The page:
My previous blog post addressed the practice of “medical moonshine” during the Regency era. In Jane Austen’s day miasma — the foul, noxious, polluted air arising from swampy ground or cesspools — was believed to cause most diseases. For chemists and glass-makers and those who worked in foundries and smithies, breathing polluted air was, in fact, responsible for causing certain diseases, particularly those of the lung. But in most cases doctors believed miasma was the culprit. When a patient did not appear to have been exposed to a harmful miasma, doctors looked elsewhere for a cause. For example, obstructing the normal body functions of urinating and sweating was believed to cause disease.

In truth, the causes of disease as they were understood during the Regency era had nothing to do with miasma or interfering with bodily functions and everything to do with Fracastoro’s “disease seeds” and van Leeuwenhoek’s “animalcules” — which today we call germs or pathogens. Only look at what was known about quinsy two hundred years ago to see why Regency doctors practiced medical moonshine — they simply didn’t know better.

What Regency Doctors Believed Caused Quinsy

Quinsy (also spelled quinsey or quincy) was quite common in Regency England. This inflammation of the throat occurred frequently in winter and spring and could be fatal, especially among young people. According to Dr. William Buchan — who published several editions of his practical medical guide titled Domestic Medicine — the main causes of quinsy were the same as for other inflammatory conditions: an “obstructed perspiration” — that is, something that interfered with sweating or that inflamed or heated the blood. Dr. Buchan described the following causes of quinsy’s chief symptom, the inflamed throat:1

  • not wearing a scarf or cloth around the neck if used to doing so
  • drinking cold water when the body is warm
  • walking or riding against a strong northerly wind
  • neglecting any customary bleeding, purging or evacuation (the latter refers to a bowel movement)
  • straining the throat by singing or speaking loudly — Dr. Buchan knew of fatal cases of quinsy arising from “jovial companions” laughing, singing, talking loudly and drinking warm liquors and then going out into a cold night (sounds like a pub scene to me)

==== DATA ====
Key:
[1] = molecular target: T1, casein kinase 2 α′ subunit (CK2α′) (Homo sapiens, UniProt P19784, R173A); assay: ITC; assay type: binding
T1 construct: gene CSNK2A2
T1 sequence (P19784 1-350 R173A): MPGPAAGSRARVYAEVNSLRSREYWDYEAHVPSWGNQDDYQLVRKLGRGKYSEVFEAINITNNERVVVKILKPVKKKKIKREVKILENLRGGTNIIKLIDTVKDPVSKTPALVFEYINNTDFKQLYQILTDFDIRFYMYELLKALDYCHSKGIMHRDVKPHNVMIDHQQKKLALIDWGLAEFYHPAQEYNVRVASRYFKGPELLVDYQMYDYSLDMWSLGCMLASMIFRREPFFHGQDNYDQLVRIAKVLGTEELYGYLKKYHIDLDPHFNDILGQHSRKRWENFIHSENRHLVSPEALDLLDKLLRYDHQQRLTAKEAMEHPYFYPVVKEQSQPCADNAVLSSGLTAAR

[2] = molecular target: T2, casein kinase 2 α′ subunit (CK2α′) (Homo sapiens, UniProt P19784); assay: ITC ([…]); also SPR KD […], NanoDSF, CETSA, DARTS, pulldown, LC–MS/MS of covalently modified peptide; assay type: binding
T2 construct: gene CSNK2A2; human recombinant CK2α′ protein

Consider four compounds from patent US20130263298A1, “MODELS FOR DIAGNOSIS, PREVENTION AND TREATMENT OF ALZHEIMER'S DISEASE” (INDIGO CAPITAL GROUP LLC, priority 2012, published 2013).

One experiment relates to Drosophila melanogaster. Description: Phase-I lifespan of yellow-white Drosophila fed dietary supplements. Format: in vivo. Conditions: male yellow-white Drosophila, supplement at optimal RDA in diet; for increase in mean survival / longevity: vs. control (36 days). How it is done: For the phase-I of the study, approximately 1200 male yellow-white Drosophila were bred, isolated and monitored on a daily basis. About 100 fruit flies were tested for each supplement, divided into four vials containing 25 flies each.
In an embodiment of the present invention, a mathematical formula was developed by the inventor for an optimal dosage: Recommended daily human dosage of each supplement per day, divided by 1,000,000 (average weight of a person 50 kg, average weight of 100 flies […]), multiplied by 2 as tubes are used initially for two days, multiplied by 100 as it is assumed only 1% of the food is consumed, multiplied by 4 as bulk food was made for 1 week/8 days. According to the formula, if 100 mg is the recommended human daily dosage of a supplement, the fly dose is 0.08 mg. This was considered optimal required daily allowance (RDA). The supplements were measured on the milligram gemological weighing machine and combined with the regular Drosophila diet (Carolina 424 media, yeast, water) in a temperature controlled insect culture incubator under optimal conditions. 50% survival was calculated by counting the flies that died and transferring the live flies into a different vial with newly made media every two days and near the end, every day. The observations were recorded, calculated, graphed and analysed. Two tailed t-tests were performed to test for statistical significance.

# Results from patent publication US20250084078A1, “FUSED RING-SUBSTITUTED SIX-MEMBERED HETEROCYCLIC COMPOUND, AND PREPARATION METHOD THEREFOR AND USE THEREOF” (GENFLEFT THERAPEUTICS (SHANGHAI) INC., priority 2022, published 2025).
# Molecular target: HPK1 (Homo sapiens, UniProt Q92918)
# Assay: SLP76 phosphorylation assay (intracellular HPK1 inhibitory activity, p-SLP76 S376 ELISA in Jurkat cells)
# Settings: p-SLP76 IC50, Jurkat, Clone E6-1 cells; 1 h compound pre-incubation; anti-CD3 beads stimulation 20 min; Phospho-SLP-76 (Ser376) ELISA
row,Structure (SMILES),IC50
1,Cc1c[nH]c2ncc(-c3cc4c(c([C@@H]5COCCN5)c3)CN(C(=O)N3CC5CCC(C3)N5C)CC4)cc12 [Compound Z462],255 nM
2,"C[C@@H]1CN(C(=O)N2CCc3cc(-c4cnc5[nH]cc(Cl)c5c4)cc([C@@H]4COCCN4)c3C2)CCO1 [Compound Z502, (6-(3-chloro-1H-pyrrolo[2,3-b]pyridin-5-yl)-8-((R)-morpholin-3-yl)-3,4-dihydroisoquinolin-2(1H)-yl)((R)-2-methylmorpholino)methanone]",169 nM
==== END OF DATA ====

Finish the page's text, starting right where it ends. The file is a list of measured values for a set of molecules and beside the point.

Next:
• wearing wet clothes or having wet feet
  • sitting near an open window
  • sleeping in a damp bed
  • irritating foods (not defined) or inhaling noxious agents such as arsenic, antimony and the like
  • violent exercise or running, which overheats the blood2
A right-sided quinsy or peritonsillar abscess (Source: Wikimedia Commons)

A right-sided quinsy or peritonsillar abscess, its position marked by a black arrow (Source: Wikimedia Commons)

Symptoms of Quinsy

Doctors diagnosed quinsy by observing the patient’s inflamed throat, which appeared red and swollen.1 Patients with quinsy often had trouble swallowing; displayed a quick, hard pulse; and showed signs of a fever. As the throat mass swelled and became inflamed, the difficulty of swallowing increased, the ears hurt, the eyes appeared red and the face swelled. When patients took on a ghastly tone, frothed at the mouth and had a swollen tongue, the case nearly always proved fatal.

Regency-era Treatment for Quinsy

On the medicine side Dr. Buchan recommended bleeding from the arm or, even better, from the jugular vein as soon as quinsy symptoms appeared.3 The patient’s body should be kept open — that is, the bowels should be stimulated to work properly — by giving the patient a decoction of figs and tamarinds or doses of rhubarb and nitre. The throat ought to be rubbed with a volatile liniment two or three times daily. In cases of violent throat inflammations, blistering of the neck or behind the ears was thought to be beneficial. (Poor patient, to be in such pain both inside and out!) If the quinsy swelled sufficiently large to make breathing or eating nearly impossible, then the only recourse for saving the patient was having a surgeon open the wind pipe or trachea.

Black currants by Adriaen Coorte, 1698 (Source: Wikimedia Commons [PD-1923])

Black currants by Adriaen Coorte, 1698 (Source: Wikimedia Commons [PD-1923])

As a general regimen Dr. Buchan recommended light meals, plenty of weak drinks, and peace and quiet. Strong stimulants of any kind should be avoided, so no spicy food, loud friends or lively family members. The patient should lie in bed with her head elevated and her neck kept warm by the application of soft flannel. She should consume the jelly of black currants (or red currants or mulberries if black currants weren’t available) by holding the jelly in her mouth and swallowing in a leisurely manner. A gargle of sage tea mixed with vinegar and honey was also useful three or four times daily. Of great importance was bathing the feet and legs in warm water daily.4

Quinsy in the Twenty-first Century

Staphylococcus aureus bacterium responsible for quinsy and other infections (Source: Wikimedia Commons [PD-USGov-HHS-CDC])

Staphylococcus aureus bacterium responsible for quinsy and other infections (Source: Wikimedia Commons [PD-USGov-HHS-CDC])

In this, the 21st century, quinsy is understood to be a peritonsillar abscess. It arises as a complication of tonsillitis and consists of an abscess containing pus that sits near the tonsils in the throat. The infection is caused by bacteria, including Streptococcus and Staphylococcus. It is treated with surgery to drain the pus and antibiotics to cure the infection.

Miasma or walking in the wind or sitting near an open window or obstructing perspiration had nothing to do with it. Of course, Regency doctors could not know that: at the time there was no germ theory of disease.


1Buchan, William. Domestic Medicine (Boston, 1811), p. 199-200.
2Ibid., p. 203.
3Ibid., pp. 201-202.
4Ibid., pp. 200-201.